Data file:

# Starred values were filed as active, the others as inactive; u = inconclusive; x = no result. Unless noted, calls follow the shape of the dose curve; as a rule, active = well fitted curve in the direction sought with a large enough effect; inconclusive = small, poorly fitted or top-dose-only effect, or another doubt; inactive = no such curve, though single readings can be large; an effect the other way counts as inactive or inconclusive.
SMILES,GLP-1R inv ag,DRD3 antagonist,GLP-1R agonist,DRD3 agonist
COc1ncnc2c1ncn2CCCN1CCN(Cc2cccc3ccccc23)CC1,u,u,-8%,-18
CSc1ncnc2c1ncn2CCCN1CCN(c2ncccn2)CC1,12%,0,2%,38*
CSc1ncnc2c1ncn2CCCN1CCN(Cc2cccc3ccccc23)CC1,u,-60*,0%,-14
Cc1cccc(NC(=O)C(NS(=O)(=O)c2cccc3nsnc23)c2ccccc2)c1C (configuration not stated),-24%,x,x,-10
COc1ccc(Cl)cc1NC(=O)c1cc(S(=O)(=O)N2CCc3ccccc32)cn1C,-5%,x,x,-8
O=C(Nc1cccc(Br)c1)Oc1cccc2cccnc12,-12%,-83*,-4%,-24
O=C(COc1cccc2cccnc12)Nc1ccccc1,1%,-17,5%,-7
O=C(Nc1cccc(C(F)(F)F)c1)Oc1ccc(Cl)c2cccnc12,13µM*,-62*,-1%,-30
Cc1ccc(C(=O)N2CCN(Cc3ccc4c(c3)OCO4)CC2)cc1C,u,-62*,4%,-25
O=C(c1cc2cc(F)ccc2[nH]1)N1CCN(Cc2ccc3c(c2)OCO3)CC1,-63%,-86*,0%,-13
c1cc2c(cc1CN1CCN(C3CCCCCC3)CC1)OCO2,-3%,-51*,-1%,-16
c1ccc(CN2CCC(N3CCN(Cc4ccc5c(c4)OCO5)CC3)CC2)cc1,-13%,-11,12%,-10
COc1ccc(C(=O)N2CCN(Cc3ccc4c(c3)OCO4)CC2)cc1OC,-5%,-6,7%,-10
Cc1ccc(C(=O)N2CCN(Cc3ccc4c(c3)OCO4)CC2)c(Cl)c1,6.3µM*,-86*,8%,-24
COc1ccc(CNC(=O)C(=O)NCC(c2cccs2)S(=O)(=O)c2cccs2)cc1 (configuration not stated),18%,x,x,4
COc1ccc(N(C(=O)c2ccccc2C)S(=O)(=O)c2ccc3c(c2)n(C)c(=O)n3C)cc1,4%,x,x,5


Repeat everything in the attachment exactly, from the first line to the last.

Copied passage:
# Starred values were filed as active, the others as inactive; u = inconclusive; x = no result. Unless noted, calls follow the shape of the dose curve; as a rule, active = well fitted curve in the direction sought with a large enough effect; inconclusive = small, poorly fitted or top-dose-only effect, or another doubt; inactive = no such curve, though single readings can be large; an effect the other way counts as inactive or inconclusive.
SMILES,GLP-1R inv ag,DRD3 antagonist,GLP-1R agonist,DRD3 agonist
COc1ncnc2c1ncn2CCCN1CCN(Cc2cccc3ccccc23)CC1,u,u,-8%,-18
CSc1ncnc2c1ncn2CCCN1CCN(c2ncccn2)CC1,12%,0,2%,38*
CSc1ncnc2c1ncn2CCCN1CCN(Cc2cccc3ccccc23)CC1,u,-60*,0%,-14
Cc1cccc(NC(=O)C(NS(=O)(=O)c2cccc3nsnc23)c2ccccc2)c1C (configuration not stated),-24%,x,x,-10
COc1ccc(Cl)cc1NC(=O)c1cc(S(=O)(=O)N2CCc3ccccc32)cn1C,-5%,x,x,-8
O=C(Nc1cccc(Br)c1)Oc1cccc2cccnc12,-12%,-83*,-4%,-24
O=C(COc1cccc2cccnc12)Nc1ccccc1,1%,-17,5%,-7
O=C(Nc1cccc(C(F)(F)F)c1)Oc1ccc(Cl)c2cccnc12,13µM*,-62*,-1%,-30
Cc1ccc(C(=O)N2CCN(Cc3ccc4c(c3)OCO4)CC2)cc1C,u,-62*,4%,-25
O=C(c1cc2cc(F)ccc2[nH]1)N1CCN(Cc2ccc3c(c2)OCO3)CC1,-63%,-86*,0%,-13
c1cc2c(cc1CN1CCN(C3CCCCCC3)CC1)OCO2,-3%,-51*,-1%,-16
c1ccc(CN2CCC(N3CCN(Cc4ccc5c(c4)OCO5)CC3)CC2)cc1,-13%,-11,12%,-10
COc1ccc(C(=O)N2CCN(Cc3ccc4c(c3)OCO4)CC2)cc1OC,-5%,-6,7%,-10
Cc1ccc(C(=O)N2CCN(Cc3ccc4c(c3)OCO4)CC2)c(Cl)c1,6.3µM*,-86*,8%,-24
COc1ccc(CNC(=O)C(=O)NCC(c2cccs2)S(=O)(=O)c2cccs2)cc1 (configuration not stated),18%,x,x,4
COc1ccc(N(C(=O)c2ccccc2C)S(=O)(=O)c2ccc3c(c2)n(C)c(=O)n3C)cc1,4%,x,x,5